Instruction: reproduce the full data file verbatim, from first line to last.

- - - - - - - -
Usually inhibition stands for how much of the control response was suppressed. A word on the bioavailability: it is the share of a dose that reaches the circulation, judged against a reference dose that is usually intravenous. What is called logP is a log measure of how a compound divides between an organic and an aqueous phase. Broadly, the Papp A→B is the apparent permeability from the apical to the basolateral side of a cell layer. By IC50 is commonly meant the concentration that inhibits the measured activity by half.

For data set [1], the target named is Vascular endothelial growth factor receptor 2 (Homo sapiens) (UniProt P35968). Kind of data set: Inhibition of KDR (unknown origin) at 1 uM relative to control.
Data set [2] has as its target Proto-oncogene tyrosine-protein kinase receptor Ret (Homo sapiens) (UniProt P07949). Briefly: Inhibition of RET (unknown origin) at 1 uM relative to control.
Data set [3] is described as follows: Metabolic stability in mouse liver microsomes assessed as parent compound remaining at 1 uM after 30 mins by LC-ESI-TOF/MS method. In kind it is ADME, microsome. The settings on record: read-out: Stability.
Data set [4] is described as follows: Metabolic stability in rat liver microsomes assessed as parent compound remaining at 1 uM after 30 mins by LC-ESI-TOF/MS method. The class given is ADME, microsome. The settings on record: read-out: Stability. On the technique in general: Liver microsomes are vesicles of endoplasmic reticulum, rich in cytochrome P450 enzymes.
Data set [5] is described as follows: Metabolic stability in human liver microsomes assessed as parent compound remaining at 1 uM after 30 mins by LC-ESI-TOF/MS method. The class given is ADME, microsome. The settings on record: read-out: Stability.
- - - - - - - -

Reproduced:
Usually inhibition stands for how much of the control response was suppressed. A word on the bioavailability: it is the share of a dose that reaches the circulation, judged against a reference dose that is usually intravenous. What is called logP is a log measure of how a compound divides between an organic and an aqueous phase. Broadly, the Papp A→B is the apparent permeability from the apical to the basolateral side of a cell layer. By IC50 is commonly meant the concentration that inhibits the measured activity by half.

For data set [1], the target named is Vascular endothelial growth factor receptor 2 (Homo sapiens) (UniProt P35968). Kind of data set: Inhibition of KDR (unknown origin) at 1 uM relative to control.
Data set [2] has as its target Proto-oncogene tyrosine-protein kinase receptor Ret (Homo sapiens) (UniProt P07949). Briefly: Inhibition of RET (unknown origin) at 1 uM relative to control.
Data set [3] is described as follows: Metabolic stability in mouse liver microsomes assessed as parent compound remaining at 1 uM after 30 mins by LC-ESI-TOF/MS method. In kind it is ADME, microsome. The settings on record: read-out: Stability.
Data set [4] is described as follows: Metabolic stability in rat liver microsomes assessed as parent compound remaining at 1 uM after 30 mins by LC-ESI-TOF/MS method. The class given is ADME, microsome. The settings on record: read-out: Stability. On the technique in general: Liver microsomes are vesicles of endoplasmic reticulum, rich in cytochrome P450 enzymes.
Data set [5] is described as follows: Metabolic stability in human liver microsomes assessed as parent compound remaining at 1 uM after 30 mins by LC-ESI-TOF/MS method. The class given is ADME, microsome. The settings on record: read-out: Stability.